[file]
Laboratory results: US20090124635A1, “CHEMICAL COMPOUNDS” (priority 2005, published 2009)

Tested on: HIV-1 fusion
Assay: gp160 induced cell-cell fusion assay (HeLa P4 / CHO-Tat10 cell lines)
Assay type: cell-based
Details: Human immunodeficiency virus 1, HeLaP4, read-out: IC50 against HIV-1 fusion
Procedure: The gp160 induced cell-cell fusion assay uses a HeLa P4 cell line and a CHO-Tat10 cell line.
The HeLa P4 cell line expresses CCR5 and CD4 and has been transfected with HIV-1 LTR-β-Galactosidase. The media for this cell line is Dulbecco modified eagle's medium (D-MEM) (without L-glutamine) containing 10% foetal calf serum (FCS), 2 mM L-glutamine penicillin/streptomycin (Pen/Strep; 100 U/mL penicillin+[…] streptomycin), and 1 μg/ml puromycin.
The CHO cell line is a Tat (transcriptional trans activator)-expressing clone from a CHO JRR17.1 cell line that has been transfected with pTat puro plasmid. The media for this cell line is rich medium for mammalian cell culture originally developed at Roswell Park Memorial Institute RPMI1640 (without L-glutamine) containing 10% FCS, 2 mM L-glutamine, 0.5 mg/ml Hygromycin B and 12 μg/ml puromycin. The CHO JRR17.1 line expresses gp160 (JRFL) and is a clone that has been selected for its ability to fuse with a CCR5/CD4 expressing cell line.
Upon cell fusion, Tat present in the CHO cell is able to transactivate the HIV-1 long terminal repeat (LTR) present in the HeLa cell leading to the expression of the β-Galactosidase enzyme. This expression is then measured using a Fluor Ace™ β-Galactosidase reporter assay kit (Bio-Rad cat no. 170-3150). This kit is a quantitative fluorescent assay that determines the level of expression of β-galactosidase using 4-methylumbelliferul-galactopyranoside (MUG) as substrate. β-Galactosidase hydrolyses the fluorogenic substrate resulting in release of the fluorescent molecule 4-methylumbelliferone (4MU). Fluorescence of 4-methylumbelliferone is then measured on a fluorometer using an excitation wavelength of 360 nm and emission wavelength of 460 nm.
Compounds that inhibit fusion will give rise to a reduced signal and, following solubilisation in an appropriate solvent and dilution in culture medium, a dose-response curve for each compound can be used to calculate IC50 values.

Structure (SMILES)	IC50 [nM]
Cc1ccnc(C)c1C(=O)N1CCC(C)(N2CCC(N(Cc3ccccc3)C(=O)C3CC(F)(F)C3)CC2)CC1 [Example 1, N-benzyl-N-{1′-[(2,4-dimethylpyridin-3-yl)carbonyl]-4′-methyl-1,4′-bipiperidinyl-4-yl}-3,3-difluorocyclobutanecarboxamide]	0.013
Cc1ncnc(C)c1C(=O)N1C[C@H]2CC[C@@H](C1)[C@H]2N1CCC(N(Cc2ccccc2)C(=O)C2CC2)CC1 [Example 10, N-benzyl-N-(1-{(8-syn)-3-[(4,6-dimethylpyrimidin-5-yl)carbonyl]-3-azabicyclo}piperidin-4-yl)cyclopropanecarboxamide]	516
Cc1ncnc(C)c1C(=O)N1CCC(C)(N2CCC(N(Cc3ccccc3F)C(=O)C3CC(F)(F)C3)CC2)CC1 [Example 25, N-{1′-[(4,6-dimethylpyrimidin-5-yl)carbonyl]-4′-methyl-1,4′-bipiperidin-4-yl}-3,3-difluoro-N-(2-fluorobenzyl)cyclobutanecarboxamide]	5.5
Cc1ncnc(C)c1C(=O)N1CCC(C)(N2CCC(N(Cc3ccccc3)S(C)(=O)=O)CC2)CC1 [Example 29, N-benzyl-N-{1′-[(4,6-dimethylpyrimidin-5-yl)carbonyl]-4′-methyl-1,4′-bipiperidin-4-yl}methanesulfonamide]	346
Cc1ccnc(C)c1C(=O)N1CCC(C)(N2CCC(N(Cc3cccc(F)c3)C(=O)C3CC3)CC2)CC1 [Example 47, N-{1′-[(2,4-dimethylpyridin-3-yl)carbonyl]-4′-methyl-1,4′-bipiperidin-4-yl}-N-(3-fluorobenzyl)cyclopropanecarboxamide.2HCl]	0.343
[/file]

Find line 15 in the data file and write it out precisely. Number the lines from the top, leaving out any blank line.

Cc1ncnc(C)c1C(=O)N1CCC(C)(N2CCC(N(Cc3ccccc3)S(C)(=O)=O)CC2)CC1 [Example 29, N-benzyl-N-{1′-[(4,6-dimethylpyrimidin-5-yl)carbonyl]-4′-methyl-1,4′-bipiperidin-4-yl}methanesulfonamide]	346